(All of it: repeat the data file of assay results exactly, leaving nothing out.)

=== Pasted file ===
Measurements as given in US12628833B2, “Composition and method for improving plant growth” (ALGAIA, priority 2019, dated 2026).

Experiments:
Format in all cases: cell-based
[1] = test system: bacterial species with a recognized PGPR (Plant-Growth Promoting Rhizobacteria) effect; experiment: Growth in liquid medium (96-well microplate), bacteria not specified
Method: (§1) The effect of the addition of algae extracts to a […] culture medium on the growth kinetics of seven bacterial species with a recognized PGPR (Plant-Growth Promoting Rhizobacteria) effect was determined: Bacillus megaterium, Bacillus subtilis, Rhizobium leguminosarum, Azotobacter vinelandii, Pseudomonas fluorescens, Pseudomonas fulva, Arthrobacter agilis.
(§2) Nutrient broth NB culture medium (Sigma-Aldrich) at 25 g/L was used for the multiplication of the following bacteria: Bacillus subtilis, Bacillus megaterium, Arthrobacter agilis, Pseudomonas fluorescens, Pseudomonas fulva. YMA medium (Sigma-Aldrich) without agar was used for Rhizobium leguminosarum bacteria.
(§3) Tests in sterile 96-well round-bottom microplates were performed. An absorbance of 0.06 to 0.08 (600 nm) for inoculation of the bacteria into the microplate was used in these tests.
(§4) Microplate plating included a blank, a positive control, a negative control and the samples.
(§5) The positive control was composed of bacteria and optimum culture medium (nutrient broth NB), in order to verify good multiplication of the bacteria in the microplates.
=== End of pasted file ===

Measurements as given in US12628833B2, “Composition and method for improving plant growth” (ALGAIA, priority 2019, dated 2026).

Experiments:
Format in all cases: cell-based
[1] = test system: bacterial species with a recognized PGPR (Plant-Growth Promoting Rhizobacteria) effect; experiment: Growth in liquid medium (96-well microplate), bacteria not specified
Method: (§1) The effect of the addition of algae extracts to a […] culture medium on the growth kinetics of seven bacterial species with a recognized PGPR (Plant-Growth Promoting Rhizobacteria) effect was determined: Bacillus megaterium, Bacillus subtilis, Rhizobium leguminosarum, Azotobacter vinelandii, Pseudomonas fluorescens, Pseudomonas fulva, Arthrobacter agilis.
(§2) Nutrient broth NB culture medium (Sigma-Aldrich) at 25 g/L was used for the multiplication of the following bacteria: Bacillus subtilis, Bacillus megaterium, Arthrobacter agilis, Pseudomonas fluorescens, Pseudomonas fulva. YMA medium (Sigma-Aldrich) without agar was used for Rhizobium leguminosarum bacteria.
(§3) Tests in sterile 96-well round-bottom microplates were performed. An absorbance of 0.06 to 0.08 (600 nm) for inoculation of the bacteria into the microplate was used in these tests.
(§4) Microplate plating included a blank, a positive control, a negative control and the samples.
(§5) The positive control was composed of bacteria and optimum culture medium (nutrient broth NB), in order to verify good multiplication of the bacteria in the microplates.